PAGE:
Building Reloading Bench - Have 52" x 32" to work with


PDA






Triumph
March 3, 2013, 03:01 PM
I have ordered my reloading supplies and have some time until they come in. Time to build my workbench.

I have a space in the home office for the clean stuff. I was thinking about doing the case prep, trim, tumble, etc... on my workbench in the garage.

The space in the house is 52" wide and 32" deep and is in a corner. I can either build the bench just 52" wide and 32" deep or go 24" deep and have an L shape.

Ceiling is 8 feet.

Do any of you have a reloading bench this size?

I can do all the cleaning & case prep work in the garage if needed.

Ill have a 550b and a Single Stage press.

Thanks Much

If you enjoyed reading about "Building Reloading Bench - Have 52" x 32" to work with" here in TheHighRoad.org archive, you'll LOVE our community. Come join TheHighRoad.org today for the full version!
clocker
March 3, 2013, 03:29 PM
The L isn't going to have much benefit in that scenario, so you might as well go for max depth. With that small of a space plan on great organization and a decent amount of shelving if you plan to reload more than a few cartridges.

wally247
March 3, 2013, 04:12 PM
Just to give you an idea this is my bench. It is just 2x4s with plywood drawers and the cheapest 6' counter top the home improvement store had. Your space would allow about the width of the two drawers. For me I outgrew it quickly but the shotgun stuff takes a lot of the space, without I think I would have plenty of room. Put a shelf or cabinet above it and you are in business!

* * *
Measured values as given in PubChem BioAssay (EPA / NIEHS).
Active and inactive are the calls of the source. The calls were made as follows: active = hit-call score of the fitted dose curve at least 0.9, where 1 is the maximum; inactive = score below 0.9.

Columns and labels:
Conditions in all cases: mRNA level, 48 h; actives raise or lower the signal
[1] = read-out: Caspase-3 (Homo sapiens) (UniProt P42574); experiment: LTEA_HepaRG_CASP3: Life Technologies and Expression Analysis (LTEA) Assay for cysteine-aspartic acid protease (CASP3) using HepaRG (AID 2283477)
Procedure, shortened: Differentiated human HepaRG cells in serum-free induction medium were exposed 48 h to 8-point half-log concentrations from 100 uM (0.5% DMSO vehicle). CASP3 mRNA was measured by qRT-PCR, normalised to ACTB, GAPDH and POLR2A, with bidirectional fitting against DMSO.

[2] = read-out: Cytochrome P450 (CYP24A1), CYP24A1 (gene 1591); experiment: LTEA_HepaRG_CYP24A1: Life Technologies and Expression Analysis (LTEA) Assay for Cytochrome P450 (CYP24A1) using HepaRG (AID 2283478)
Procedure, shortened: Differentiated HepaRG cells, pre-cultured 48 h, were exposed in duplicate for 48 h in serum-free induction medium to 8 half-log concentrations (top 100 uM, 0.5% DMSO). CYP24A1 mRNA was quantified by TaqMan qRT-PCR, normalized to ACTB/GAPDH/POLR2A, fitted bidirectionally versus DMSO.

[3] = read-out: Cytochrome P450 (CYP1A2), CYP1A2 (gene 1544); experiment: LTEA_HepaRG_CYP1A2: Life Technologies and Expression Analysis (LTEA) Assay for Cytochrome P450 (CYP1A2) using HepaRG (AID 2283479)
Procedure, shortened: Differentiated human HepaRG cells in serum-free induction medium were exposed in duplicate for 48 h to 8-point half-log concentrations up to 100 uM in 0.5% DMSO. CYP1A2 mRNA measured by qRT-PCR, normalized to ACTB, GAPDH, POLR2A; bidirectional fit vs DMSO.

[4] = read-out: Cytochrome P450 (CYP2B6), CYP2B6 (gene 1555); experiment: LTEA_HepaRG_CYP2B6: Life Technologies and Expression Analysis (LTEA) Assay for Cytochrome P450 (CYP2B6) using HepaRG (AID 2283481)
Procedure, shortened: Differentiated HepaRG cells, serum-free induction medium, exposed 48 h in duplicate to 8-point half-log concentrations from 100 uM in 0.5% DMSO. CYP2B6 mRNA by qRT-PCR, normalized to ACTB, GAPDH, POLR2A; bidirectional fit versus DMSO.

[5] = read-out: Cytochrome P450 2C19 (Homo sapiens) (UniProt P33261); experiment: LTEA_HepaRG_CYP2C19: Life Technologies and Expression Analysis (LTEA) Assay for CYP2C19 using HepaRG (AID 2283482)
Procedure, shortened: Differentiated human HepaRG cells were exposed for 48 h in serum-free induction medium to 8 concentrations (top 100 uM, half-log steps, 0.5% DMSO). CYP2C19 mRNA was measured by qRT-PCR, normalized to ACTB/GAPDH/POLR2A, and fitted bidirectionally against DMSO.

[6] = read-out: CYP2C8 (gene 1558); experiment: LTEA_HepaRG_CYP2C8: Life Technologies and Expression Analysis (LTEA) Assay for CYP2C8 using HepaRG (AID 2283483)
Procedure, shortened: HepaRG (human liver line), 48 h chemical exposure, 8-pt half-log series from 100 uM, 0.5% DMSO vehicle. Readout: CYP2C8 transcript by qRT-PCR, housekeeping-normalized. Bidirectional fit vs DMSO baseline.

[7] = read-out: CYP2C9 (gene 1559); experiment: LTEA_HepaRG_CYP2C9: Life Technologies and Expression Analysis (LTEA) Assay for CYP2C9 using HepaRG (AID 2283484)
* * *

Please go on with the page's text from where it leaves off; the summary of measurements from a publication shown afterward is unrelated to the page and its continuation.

http://i48.photobucket.com/albums/f223/74_ironhead/Mobile%20Uploads/Photo0053_zps4cb2e1d4.jpg

Lost Sheep
March 3, 2013, 04:25 PM
Thanks for asking our advice.

Are you left-handed, right-handed or a mix? Will you work standing or sitting?

There is no one "best" layout for a loading bench. Not even one best for the two presses you specified.

However, there are a couple of general rules, which I think is the best help I can give you.

Set your scale (if a balance beam) in good light on a surface isolated from any bench vibration. My Lee Safety scale goes on an eye-level shelf. My RCBS 10-10 goes on a separate, small table. If an electronic scale, away from any electronic interference (like flourescent lights, electric motors or cell phones).